described. I don't blame the young americans as much as the society that is so weak that it cannot preserve these values we hold so high.

I am an inactive boy scouter today but, for the last 20 years, the troops I have been involved with have taught these values and have made troop attendance at cemetaries on veterans day a matter of importance. If one of the folks with the hats on were an ex boyscout, then I would be very dis-appointed.
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Old 10-28-2007, 01:09 AM   #27
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Quote:
Originally Posted by wheel interested
This thread's title brought to mind the Burning Man's 2008 theme, "The American Dream." I see this as very positive and forward thinking. I hope you do too. The theme will be about patriotism -- not that kind which freights the nation state with the collective weight of ego, but a patriotism based upon a love of country and culture. Leave ideology at home; forget the blue states and the red; let parties, factions and the issues that divide us fall away. Flag burning or flag worship play no part in this year's theme. Ask yourself, instead, a more immediate question. What has America achieved that you admire or feel proud of? What has it done or failed to do that makes you feel dismayed? Put blame aside, ... and dare to ask an even greater question: What can postmodern America yet give to the world?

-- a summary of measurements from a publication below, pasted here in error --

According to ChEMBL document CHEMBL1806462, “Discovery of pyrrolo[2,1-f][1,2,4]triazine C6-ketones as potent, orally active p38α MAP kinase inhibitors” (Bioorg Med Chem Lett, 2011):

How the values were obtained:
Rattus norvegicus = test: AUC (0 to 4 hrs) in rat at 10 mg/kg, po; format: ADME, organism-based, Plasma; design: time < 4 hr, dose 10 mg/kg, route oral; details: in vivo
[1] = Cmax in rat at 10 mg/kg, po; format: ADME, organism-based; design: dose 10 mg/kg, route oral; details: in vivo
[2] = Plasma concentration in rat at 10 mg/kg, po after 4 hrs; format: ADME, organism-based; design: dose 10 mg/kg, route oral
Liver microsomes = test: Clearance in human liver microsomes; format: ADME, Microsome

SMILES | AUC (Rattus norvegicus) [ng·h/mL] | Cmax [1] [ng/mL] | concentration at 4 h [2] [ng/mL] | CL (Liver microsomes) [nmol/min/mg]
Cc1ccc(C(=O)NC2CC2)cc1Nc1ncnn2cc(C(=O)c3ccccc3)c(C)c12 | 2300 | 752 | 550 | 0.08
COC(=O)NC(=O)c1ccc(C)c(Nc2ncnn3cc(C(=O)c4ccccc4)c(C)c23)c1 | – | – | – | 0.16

In 2008, the Burning Man will stand atop a high-rise tower. Instead of windows, this edifice will feature images of flags that represent the countries of the world. Ranging from Canada to Chad, from Brazil to Burundi, from Vatican City to the Republic of China, these 244 symbols will shine in the night, gleaming like cut gems upon the surface of a jewel box. The United States of America will be among them. Each country can be said to represent a dream no less radiant or precious than the rest. Each nation may be viewed as a container of identity; yet each one
can be said to be................................................ ........................... .................................................. ................................................
.................................................. .................................................
.................................................. ....blah, blah, blah
AAAAAAHHHH!!!!!!!!!!!!!!!!!!!!!!!!!!!!!!!!!!!!!!!! !!!!!!!!!!!!!!!!

Gulp!!!!!!!!!!!!!!!!!!!!!!!!!!!!!!!!!!!!!!!!!!!!!! !!!!!!!!!!!

Sorry Carol..................................

Richard here, not Robin.

I have bitten my tongue a million times after reading threads like this on the forum. I came here first to seek trailer/mechanical type info, and later for rally and camping-buddy connections and have (with few exceptions: http://www.airforums.com/forums/f161...tml#post338706) rarely strayed into vaguely related topics. Robin kinda stole my online airforums identity once I showed her what was happening here, but that's O.K.; you get one of us, you get both!

This "theme" however, makes me want to create my own separate forum I.D. so that I may respond without causing some sort of identity crisis/confusion, but is this what I really come to this forum for??? While the Burning Man event is certainly Airstream related, next year's theme is incredibly politically charged, despite their insinuation that it is not. Yet, there it is, on this forum (and other online sites) for all to see.